I don't want you to recognize symptoms of some dark poetry here, but to really think about it. Are we sure we want to stick to this self-image, or a little meditative digging into our true self could bring us more happiness, better relationships, and even better health?
Under Scope of Non-Judgmental Self-Observing
Einstein said that "we cannot solve a problem with the same mind that created it." Oh, I just love that smart dude with messy hair but with so much order behind it!
It's true, folks, we can't be less of our self-image while using the mindset of that self-image. We have to exteriorize our consciousness, yank it out of that mess of a programmed self, and look at ourselves non-judgmentally.
For, as long as we are playing a judge, we are prolonging that inner circus of conflict learned by imitating that junkyard of social interacting which we succeeded to internalize, and even somatize---while witnessing so much disease stemming out of self-inflicted stress.
Pissed-Off = Getting Sick and Older
It may be time at this stage of our consciousness evolution to realize how everything about survival is also about conflict. Meaning that mostly everything in the fabric of our self-image bears the seed of a struggle. Consequently our whole life is an eternal battlefield of opposing tendencies which are never meant to settle for a peaceful solution.
Ever since I heard about that theory in progressive medicine that viruses (or viri as proper plural in Latin) are actually more information than microbes of a kind, it stayed with me as a supposition that we are making ourselves sick by creating that negative information with our ever conflicting attitudes, thoughts, beliefs, and especially emotions.
In addition, it is my belief that the very process of aging is nothing but the result of body cells succumbing to that inner idiocy of conflicting energies that became a regular model of biology in us.
Getting there by Unlearning
What is left to figure out is how to coordinate our social functioning with our newfound sense of our true self, without going to live like hermits in the woods and reduce our conflicts to killing those poor animals for food---when not just for the hell of it.
Should it really be all that complicated? Personally, I find it even amusing to flip back and forth from my social roles to my cultivated sense of loyalty to that soul in me. To get to that point is easier than we would want to make it.
Like every meditator will tell you, if it's not simple---it's impossible, as it doesn't mean "learning a new skill", but unlearning by simply observing non-judgmentally our thoughts, attitudes, and emotions, detached from them in our observation.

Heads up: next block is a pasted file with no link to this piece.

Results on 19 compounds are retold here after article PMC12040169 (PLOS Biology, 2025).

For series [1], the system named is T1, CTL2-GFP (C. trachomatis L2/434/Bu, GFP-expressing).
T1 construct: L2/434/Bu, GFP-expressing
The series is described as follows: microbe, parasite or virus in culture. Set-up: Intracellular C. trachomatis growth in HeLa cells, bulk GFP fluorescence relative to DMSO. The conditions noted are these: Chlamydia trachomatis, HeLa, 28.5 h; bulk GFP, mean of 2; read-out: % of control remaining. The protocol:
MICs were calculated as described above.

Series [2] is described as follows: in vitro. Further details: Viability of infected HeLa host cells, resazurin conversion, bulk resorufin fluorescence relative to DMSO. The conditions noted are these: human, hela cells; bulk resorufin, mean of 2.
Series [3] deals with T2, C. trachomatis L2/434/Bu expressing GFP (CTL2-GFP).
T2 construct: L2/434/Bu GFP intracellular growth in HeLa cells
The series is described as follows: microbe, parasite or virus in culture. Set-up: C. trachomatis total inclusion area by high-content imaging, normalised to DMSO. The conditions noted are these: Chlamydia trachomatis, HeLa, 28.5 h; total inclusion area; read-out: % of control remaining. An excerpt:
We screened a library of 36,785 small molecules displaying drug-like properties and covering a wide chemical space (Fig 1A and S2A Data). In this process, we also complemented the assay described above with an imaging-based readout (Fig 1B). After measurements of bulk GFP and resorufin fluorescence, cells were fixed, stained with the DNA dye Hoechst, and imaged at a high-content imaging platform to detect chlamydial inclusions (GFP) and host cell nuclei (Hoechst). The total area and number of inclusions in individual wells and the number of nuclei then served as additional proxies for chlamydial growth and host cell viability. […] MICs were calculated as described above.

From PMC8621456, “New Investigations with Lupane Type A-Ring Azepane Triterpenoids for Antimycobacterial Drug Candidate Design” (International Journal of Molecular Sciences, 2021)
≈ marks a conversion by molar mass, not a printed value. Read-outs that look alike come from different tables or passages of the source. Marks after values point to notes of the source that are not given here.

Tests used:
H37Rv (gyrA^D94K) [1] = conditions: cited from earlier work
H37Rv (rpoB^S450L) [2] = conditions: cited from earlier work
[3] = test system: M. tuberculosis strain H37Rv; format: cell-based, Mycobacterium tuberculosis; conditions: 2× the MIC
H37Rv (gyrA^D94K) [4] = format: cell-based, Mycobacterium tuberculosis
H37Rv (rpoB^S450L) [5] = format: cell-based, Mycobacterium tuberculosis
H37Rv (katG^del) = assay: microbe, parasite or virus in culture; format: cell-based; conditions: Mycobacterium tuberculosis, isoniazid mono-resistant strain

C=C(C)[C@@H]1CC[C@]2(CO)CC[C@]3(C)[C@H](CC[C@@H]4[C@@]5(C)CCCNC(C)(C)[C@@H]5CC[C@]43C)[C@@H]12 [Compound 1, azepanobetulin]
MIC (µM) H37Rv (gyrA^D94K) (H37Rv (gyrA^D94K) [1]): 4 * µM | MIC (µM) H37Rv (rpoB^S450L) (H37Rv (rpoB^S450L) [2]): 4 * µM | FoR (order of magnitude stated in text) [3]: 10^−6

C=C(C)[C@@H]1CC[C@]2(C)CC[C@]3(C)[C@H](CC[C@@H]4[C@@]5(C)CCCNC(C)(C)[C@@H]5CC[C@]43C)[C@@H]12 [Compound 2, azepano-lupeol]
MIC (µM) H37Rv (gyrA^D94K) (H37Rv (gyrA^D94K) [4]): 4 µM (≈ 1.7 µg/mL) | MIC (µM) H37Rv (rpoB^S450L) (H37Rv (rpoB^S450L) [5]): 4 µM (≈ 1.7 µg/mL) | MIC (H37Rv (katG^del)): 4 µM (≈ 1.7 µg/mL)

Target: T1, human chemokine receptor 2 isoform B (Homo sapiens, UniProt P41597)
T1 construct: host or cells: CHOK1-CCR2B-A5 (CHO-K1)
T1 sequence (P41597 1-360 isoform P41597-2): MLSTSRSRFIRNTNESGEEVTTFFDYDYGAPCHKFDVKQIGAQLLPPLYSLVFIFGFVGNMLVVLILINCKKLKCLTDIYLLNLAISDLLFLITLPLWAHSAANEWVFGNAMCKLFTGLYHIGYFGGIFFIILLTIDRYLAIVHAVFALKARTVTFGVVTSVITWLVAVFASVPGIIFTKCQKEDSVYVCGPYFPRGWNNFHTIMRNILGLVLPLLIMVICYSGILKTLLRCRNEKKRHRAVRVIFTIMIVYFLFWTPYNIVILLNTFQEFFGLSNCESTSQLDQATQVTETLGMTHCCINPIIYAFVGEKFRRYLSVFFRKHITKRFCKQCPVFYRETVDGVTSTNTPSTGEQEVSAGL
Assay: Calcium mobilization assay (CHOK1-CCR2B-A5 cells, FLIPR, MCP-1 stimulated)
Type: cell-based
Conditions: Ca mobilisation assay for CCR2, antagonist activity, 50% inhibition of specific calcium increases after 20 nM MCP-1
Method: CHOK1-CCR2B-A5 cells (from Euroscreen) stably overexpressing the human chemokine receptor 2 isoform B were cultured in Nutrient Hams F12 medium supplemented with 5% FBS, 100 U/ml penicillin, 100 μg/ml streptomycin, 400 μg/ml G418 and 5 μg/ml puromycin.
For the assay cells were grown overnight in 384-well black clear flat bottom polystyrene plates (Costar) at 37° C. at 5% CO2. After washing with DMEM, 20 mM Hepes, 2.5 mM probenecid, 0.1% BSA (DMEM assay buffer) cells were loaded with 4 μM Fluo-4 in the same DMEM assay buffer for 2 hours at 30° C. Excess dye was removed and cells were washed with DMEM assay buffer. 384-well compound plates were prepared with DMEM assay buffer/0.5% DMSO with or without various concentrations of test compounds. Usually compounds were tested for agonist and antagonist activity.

It may take some practice to just be non-judgmental, since we tend to give a dirty look at our inner mess, and mess is what we are bound to see---if we are honest with ourselves. Hey, if you don't see any mess there, then you are reading a wrong article, and something like a good comedy on TV will suffice for you.
Normal Doesn't Mean Customary
On our path of ungluing our consciousness from self-image it may take us a while to distinguish where we are present at the moment. The rule of the thumb is---if it feels great, then we are present at our true selves. We are inherently happy beings, and like a wise book says, "happiness is a choice, and unhappiness is an option".
Happiness is not an unattainable ideal, but our natural state of being. The fact that we learned through our social conditioning to deviate from that most natural in us doesn't make it normal. Our self-image generally is not an authority on what is "normal", but only what is "customary".
It all looks so simple once that we can relax into our true beingness, resolving those inner conflicts by just looking at them and not taking sides, not adding to them by judging what we see. Don't we owe it to that baby that we used to be, the one before we learned that life was going to be a constant matter of winning or losing?
Learning more from a Playful Child
I don't think there is such thing as perfectly chosen words that could possibly make everyone convinced how staying loyal to our self-image sucks, and I didn't write all this with that ambition.
It's really up to each one of us to be able to make a perfect sense out of some imperfect words. Verbalizing life's truisms obviously - by itself - doesn't have that power to ignite a change in anybody, which is proven by all those libraries with all those yellowish book-covers - not yellow from being used, but from sitting idle on the shelves and collecting dust.
It takes a seeking soul that wants to be liberated to learn from signs around, and such a person will learn from looking at a child playing much more than a person stuck in their self-image could possibly learn from all books combined.
If you agree, then my humble article could suffice, so sit beside a playing child and learn more. Or just ask that child within - how to.